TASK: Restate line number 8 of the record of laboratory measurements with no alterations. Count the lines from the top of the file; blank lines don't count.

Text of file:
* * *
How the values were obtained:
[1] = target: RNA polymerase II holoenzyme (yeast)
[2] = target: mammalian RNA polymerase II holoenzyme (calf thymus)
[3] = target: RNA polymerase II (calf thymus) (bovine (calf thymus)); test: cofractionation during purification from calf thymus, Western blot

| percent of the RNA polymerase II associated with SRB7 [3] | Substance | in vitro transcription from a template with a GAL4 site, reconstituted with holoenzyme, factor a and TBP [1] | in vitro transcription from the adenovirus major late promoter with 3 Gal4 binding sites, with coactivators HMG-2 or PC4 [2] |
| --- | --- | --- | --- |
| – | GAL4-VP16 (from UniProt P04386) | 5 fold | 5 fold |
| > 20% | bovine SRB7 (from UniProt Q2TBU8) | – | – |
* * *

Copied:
| > 20% | bovine SRB7 (from UniProt Q2TBU8) | – | – |